The strengths of this study are twofold. First, it is a randomized prospective study. Haddad et al.  emphasized on the difficulties in randomized comparative study between HRA and THA. In their study, only 24 patients were randomized, and we have 68 randomized patients. Second, we followed patients at a minimum of five years, while many comparative studies between HRA and THA are short-term studies [4, 6, 20].
In conclusion, comparison of HRA and LDH MoM THA shows similar mid-term clinical results. HRA may be preferable due to the well-preserved bone stock and restoration of the native anatomy. However, patient selection, surgical technique, as well as implant design should be taken into consideration. LDH MoM THA may be used carefully due to the excessive metal ion releasing.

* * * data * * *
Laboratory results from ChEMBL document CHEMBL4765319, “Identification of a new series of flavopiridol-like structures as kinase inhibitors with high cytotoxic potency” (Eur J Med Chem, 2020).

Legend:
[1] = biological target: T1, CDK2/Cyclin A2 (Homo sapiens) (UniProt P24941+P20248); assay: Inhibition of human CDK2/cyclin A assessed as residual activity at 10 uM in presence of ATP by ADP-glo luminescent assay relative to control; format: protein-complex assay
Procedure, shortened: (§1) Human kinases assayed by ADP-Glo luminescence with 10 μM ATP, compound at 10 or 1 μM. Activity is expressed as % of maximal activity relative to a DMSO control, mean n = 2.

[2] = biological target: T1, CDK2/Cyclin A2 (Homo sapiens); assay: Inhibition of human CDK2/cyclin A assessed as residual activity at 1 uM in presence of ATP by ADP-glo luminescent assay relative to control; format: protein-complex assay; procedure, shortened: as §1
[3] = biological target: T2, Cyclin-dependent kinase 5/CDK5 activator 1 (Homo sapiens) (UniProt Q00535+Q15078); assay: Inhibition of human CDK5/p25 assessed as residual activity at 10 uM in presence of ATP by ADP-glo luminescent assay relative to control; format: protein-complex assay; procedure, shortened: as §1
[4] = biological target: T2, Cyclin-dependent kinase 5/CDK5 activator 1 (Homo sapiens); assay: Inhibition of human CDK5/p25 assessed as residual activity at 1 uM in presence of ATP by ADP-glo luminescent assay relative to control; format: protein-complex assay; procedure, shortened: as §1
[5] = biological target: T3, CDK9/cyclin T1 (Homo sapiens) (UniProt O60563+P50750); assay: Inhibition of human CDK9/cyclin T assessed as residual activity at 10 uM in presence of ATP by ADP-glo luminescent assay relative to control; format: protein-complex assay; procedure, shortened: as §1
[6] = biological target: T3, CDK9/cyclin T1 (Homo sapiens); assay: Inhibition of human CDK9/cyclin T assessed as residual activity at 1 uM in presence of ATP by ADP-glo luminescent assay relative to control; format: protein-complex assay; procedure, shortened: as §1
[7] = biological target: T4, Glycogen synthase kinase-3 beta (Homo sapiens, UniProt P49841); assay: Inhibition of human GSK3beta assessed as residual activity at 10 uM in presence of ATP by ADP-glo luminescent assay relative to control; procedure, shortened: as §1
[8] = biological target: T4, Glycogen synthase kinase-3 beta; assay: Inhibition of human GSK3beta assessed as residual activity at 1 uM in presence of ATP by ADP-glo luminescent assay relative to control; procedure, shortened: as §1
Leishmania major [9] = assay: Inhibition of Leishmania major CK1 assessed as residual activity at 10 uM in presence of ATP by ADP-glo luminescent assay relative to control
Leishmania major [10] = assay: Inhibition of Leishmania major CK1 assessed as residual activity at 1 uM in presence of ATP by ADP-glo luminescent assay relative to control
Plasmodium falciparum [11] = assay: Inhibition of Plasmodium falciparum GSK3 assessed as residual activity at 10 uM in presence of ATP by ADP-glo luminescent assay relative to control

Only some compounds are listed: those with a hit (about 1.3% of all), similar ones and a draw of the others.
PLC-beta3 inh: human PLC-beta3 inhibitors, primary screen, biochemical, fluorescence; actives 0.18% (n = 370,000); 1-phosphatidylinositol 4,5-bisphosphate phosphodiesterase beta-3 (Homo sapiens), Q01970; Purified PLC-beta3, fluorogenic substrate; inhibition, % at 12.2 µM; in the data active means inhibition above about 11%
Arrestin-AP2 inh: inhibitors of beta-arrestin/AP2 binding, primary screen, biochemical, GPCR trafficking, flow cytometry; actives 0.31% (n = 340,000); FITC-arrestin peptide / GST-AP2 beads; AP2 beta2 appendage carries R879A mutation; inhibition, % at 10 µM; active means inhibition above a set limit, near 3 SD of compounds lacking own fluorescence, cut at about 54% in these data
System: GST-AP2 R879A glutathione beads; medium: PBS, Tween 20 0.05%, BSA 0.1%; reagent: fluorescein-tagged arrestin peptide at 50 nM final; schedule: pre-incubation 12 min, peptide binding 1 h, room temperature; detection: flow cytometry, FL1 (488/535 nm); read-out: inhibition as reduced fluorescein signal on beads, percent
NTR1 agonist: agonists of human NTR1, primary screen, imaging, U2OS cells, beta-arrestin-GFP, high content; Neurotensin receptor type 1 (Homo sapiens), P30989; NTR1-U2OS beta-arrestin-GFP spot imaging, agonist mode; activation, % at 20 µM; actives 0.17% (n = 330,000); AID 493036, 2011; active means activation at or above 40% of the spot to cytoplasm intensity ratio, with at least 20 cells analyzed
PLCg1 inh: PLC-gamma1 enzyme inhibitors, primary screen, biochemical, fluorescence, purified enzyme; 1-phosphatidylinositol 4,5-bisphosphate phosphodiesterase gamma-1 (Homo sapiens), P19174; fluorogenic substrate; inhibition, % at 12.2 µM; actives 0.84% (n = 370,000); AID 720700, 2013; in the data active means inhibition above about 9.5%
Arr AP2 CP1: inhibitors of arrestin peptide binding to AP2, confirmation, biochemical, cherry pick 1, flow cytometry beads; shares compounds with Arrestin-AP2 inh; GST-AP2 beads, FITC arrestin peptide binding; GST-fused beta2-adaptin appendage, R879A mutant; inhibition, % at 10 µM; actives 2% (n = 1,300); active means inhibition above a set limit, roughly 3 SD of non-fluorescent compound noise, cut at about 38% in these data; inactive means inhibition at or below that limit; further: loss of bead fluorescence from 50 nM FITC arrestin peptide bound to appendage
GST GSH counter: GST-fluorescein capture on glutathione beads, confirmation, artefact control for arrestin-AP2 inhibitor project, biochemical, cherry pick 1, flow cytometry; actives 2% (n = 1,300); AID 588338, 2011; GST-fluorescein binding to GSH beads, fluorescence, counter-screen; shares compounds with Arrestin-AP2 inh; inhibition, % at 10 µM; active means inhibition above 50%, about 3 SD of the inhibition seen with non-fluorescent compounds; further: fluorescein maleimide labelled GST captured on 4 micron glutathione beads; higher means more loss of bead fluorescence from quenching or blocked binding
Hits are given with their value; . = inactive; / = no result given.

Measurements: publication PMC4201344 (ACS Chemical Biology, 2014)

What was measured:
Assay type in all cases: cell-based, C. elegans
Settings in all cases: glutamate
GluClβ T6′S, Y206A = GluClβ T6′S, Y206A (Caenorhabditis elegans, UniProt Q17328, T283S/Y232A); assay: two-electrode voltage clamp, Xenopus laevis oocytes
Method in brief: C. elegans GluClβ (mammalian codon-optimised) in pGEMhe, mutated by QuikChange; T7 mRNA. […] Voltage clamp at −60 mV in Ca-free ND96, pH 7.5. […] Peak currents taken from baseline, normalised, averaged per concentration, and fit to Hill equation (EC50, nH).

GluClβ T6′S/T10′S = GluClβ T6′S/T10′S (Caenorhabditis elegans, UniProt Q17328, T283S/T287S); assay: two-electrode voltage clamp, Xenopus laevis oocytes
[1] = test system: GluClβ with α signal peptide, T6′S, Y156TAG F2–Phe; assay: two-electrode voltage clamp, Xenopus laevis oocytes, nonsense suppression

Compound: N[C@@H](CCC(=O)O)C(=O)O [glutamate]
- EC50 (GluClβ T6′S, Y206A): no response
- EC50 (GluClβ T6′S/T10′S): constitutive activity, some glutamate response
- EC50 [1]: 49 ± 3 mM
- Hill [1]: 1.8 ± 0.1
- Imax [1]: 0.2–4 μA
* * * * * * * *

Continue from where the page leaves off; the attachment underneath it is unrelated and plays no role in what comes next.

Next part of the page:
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Conflict of interest
The authors declare that they have no conflict of interest.
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Tao, R., Liu, F., Liu, Yk. et al. A prospective comparative study of hip resurfacing arthroplasty and large-diameter head metal-on-metal total hip arthroplasty in younger patients—a minimum of five year follow-up. International Orthopaedics (SICOT) 42, 2323–2327 (2018). https://doi.org/10.1007/s00264-018-3819-9
- Large diameter head